It was actually one of the strangest experiences ever: I mean, I’ve had jetlag before, but this came on so suddenly, and made me feel so completely spaced out that it almost felt like I was dreaming. I can’t even really explain it, but it felt like at least an hour passed in that line (it was really only a few minutes), and although I was totally aware of everything that was going on, I felt so strange that it completely freaked me out, and I ended up having a huge anxiety attack, which kind of made sense when I realised I’d now walked at least 10 miles, in the blazing sun, on very little sleep, no food, and hardly any fluid. As far as Random Acts of Stupidity go, I’d say it was one of my worst: definitely up there with that time I touched an electric fence, for sure. At least I got that jacket, though, huh?

Anyway, we headed home at that point, where I had food and water, and started feeling semi-normal again. The sensible thing to do here would’ve been to go straight to bed, but I’ve never been very sensible, and I still felt (bizarrely) wide awake, so we decided to stick to our original plan, which was to jump back in the car and head to the Santa Anita Night Market, which is basically a ton of food trucks and stalls selling every kind of Asian food imaginable. Luckily I was feeling pretty much back to normal by that point (less so after seeing a stall selling crab burgers, complete with a photo of a burger with an ACTUAL CRAB inside it, mind you: I will have nightmares for the rest of my life…)

night market

at the night market

Santa Anita raceway

The food was great, and there was so much choice you could have basically eaten there for the rest of your life, and never run out of options. Unfortunately it was also the busiest place in the entire world, so after a couple of hours and a whole lot of food, we decided to head home, after a fraught 15-minute search for the car, which was SOMEWHERE in the giant lot, but who knew where? Not us, because apparently we’d been too busy following the scent of food to bother remembering where we’d parked: whoops.

California sunset

We finished the day (because yes, this day was STILL not over!) with a visit from our friend Erik, who lives in LA: we’d last seen Erik a few months ago when he was in Edinburgh, and it was so good to see him again and chill out for a while. And so ended day one: or day two, or whatever the hell we’re calling it. It actually felt to me like about FIVE days, and I’m pretty sure this post will take at least that long to read, so congratulations to anyone who made it all the way to the end: don’t worry, I think I’m probably still pretty wired from the jetlag, so I’ll hopefully have calmed down by my next post. Or, you know, not.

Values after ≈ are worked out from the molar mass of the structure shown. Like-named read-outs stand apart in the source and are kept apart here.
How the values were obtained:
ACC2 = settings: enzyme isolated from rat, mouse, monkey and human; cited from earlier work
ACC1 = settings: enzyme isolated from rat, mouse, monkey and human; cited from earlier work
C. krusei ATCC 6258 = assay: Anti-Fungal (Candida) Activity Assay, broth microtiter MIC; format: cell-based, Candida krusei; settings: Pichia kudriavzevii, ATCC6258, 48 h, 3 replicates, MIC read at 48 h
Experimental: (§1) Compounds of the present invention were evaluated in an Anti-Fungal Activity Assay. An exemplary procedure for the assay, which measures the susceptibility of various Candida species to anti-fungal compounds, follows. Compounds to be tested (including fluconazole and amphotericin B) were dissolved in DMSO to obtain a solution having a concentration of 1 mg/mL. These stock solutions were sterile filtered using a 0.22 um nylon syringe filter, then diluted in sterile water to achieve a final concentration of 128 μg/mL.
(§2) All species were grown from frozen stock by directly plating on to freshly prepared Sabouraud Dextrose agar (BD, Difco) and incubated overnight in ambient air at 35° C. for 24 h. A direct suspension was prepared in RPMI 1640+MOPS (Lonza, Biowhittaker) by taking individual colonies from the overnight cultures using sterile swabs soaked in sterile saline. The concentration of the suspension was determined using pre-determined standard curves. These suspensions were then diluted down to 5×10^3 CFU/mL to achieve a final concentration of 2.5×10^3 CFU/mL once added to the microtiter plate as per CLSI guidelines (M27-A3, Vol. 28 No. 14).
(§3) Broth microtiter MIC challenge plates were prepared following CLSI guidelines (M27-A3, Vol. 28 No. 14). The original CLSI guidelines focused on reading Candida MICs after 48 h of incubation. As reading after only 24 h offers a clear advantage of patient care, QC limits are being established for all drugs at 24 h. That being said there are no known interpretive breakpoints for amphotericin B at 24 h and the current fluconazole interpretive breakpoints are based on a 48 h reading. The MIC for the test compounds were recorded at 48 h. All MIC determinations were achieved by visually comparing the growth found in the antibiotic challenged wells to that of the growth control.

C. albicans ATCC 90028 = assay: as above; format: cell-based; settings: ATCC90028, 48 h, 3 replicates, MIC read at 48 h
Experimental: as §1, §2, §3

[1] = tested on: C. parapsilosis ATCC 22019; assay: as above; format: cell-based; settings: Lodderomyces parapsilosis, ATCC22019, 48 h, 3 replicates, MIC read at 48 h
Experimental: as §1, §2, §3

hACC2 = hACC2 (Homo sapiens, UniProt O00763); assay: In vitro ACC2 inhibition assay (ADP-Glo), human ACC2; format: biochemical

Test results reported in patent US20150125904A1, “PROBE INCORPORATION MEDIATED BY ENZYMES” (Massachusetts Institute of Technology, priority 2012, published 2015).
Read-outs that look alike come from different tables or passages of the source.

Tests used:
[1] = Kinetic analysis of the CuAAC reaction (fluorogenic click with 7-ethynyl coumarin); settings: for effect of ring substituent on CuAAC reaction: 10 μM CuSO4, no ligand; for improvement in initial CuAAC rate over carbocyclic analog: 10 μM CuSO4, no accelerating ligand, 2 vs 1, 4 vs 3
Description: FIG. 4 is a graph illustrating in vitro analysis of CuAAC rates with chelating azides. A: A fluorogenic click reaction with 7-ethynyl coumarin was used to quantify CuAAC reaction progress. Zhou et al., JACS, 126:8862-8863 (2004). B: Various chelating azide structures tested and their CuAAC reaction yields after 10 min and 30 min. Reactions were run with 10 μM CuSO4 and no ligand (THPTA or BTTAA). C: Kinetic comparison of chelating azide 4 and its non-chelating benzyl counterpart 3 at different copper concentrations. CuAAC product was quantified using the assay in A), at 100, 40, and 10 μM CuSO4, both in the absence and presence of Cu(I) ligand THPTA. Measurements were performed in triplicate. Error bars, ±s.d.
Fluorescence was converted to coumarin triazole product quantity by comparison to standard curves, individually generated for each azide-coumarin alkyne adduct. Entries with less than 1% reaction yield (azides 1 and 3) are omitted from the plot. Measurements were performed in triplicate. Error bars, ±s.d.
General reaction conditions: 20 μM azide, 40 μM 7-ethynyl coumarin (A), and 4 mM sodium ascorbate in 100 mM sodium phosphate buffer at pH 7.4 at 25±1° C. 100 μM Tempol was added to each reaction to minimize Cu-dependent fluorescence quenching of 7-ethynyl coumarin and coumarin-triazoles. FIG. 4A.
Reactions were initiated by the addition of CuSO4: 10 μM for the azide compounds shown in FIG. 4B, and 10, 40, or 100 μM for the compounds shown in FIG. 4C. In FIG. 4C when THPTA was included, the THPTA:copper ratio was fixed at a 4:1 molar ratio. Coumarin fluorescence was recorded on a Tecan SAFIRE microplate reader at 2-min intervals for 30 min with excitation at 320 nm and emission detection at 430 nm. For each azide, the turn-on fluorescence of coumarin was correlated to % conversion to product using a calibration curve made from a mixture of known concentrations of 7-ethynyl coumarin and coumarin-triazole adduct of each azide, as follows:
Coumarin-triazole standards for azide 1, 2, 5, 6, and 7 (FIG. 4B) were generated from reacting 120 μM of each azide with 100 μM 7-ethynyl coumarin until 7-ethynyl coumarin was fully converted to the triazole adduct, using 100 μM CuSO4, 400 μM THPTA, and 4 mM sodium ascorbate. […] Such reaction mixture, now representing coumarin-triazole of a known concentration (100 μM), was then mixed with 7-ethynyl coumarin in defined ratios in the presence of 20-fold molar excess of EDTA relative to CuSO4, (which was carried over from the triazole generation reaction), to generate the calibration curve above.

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books by Amber Eve
  • Yeah jetlag’s a bitch 🙂 And thanks for sharing these awesome pictures. Have a great time! xo Sabina | Oceanblue Style

    September 8, 2015
  • I always find jet lag is worst on day 2, because 72 hours of messed up sleep hits at that point and I seem to run out of adrenaline. So impressed you seem to get it all out of the way on the first full day.

    September 8, 2015
  • TinaD


    It is amazing how much of California there actually is (especially from the perspective of someone familiar with European geography–a drive to the mall in the US is the equivalent distance of a trip to France. Or Wales.) The maps fool you. Florida is that way too, although for whatever reason people are less inclined to walk there, so it isn’t quite so noticeable. My solution to jetlag is a big breakfast–i find sufficient sleep can reasonably be replaced by sufficient carbohydrates.

    September 8, 2015
  • Bekki


    Pasadena is one of my favorite places to pass time. If you enjoy coffee and artisanal chocolates, you should try Amara. It’s right off Colorado Blvd.

    September 8, 2015
  • Sophikita


    I sympathise with the jet lag, I get it really badly. The weirdest experience ever was a very floaty unreal feeling that came on suddenly in a huge underground shopping mall in China, bright lights and jingly noise from every stall, all crammed together, people everywhere, and at least 4 floors (underground) that I found. Very disorientating – but actually quite fun now I look back on it (and have successfully found my way out again)!

    September 8, 2015
  • Becky


    I’ve read the entire post and I actually enjoyed it and laughed out loud! You’re awesome Amber, please keep blogging! xx

    September 8, 2015
  • Loving the sun glasses.

    September 8, 2015
  • It looks amazing! Have a fabulous trip, and try and rest off that jet lag!

    September 9, 2015
  • Natasha


    I had a killer dose of jetlag in San Francisco one time. I got terrible vertigo and started to cling to the table convinced I was in the middle of an earthquake. Caused much amusement to my sister and her Californian husband…

    October 3, 2015